To succeed in this new information-based and highly technical society, all students need to develop these cross-cutting STEM skills and capabilities at levels beyond what was considered acceptable in the past. These are the capabilities and skills that prepare students to become future innovators, educators, researchers, and community leaders.
of girls anticipate a STEM career
The stats are consistent within the U.S. and abroad. Along the length of the talent pipeline, women are underrepresented in STEM fields, defined by Johnson & Johnson as science, technology, engineering, mathematics, manufacturing, and design. Only 4.7% of young girls, compared to 18% of young boys, expect to have a career in engineering or computing, and by the first grade, most children show an unconscious bias by associating boys with math.
As the global demand for STEM talent continues to grow, only 42.4% of higher education graduates with a degree in science, math, or computing are women, even though 70% of college students are women or minorities. Experts indicate that almost all of the 30 fastest-growing occupations in the next decade will require at least some background in STEM.
With a dedication to workplace diversity and inclusion, and supporting the community that helped found Johnson & Johnson more than a century ago, Johnson & Johnson has developed an approach to expanding and diversifying the STEM talent pipeline by engaging females at critical talent development points along their education journey. The goal? Enable women’s representation in STEM to reflect global demographics.
This straightforward idea relies on an army of volunteers who use the information, tips, resources, and other materials provided through the WiSTEM2D—Women in Science, Technology, Engineering, Math, Manufacturing, and Design—program to provide age-appropriate STEM experiences, mentoring, and career exposure for women and girls ages 5-18, and then partner with academic institutions to continue the support of this pipeline development through a scholarship program honoring women pursuing groundbreaking STEM research.
Did you know?
Between 2014 and 2024, the number of STEM jobs will grow 17 percent, compared with 12 percent for non-STEM jobs. This represents an increase of about 1 million new jobs. And although women in the United States made up 57.2 percent of all professional workers in 2015, they comprised only 46.6 percent of science professionals, 24.7 percent of computer and math professionals, and 15.1 percent of engineering and architecture professionals. The scarcity of women in STEM fields is a long-standing and persistent problem that isn’t changing.
For many girls who start out strong in mathematics and science, interest wanes along the way. Clear evidence supports that girls and young women receive social cues—regularly reinforced in conscious and subconscious ways by parents, teachers, university professors, and even managers on the job—that they cannot compete with male counterparts and, therefore, should not pursue their goals in STEM fields.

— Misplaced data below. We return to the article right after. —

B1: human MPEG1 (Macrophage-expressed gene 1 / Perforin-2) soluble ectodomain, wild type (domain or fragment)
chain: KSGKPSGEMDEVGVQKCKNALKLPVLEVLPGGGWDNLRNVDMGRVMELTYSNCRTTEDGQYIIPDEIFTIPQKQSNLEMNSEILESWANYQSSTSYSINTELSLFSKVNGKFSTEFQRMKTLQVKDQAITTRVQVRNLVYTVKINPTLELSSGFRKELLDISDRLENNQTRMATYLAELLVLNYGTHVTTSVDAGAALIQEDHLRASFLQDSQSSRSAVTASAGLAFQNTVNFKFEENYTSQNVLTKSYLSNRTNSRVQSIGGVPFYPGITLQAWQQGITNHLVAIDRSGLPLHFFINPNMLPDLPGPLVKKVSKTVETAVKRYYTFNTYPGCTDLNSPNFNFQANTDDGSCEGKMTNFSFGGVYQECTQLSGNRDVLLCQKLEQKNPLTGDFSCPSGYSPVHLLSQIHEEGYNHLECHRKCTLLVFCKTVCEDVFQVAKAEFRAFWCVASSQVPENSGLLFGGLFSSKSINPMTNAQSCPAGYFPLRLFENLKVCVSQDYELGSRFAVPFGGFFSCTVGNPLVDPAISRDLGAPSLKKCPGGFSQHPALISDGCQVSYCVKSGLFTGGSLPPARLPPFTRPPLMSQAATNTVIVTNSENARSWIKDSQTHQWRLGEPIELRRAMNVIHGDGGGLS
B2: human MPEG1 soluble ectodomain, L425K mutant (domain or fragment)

Bridge to Employment
Launched in 1992, Bridge to Employment (BTE), in partnership with FHI360, is a Johnson & Johnson initiative that prepares youth for brighter futures by inspiring young people (14-18 years) from disadvantaged communities to stay in school, excel academically, and elevate their career aspirations.
The program’s goal is to increase the number of students who enroll in higher education and the number of students who pursue a career in STEM or the health sector.
Each program has common elements, partners, and strategies, but each is tailored to the particular needs of the community. All local BTE programs include four key partners: a business, a secondary school, a higher education institution, and a community-based organization. Once partners are engaged, 35-50 students in their last three years of secondary school are selected for the program.
471 U.S. students
were supported by Bridge to Employment in 2017
In that same initiative, 180 Johnson & Johnson volunteers clocked
over 5,045 hours
83% of graduates
are now working in a STEM career
Is this a repeatable model?
Yes. Johnson & Johnson has strategically partnered with the education community and nonprofit partners who share their vision for an increasingly diverse STEM talent pipeline, where women are inspired, confident, and motivated on their journey. Though Johnson & Johnson has intelligently used their scale and broad reach to mobilize their programming internationally, the tools they have employed are basic at the core: mentoring, volunteerism, age-appropriate educational content, and plenty of research and leg work.
These tools are agnostic, and can be employed by any company that is looking to make a difference and build a stronger talent pipeline for tomorrow’s workforce in any discipline.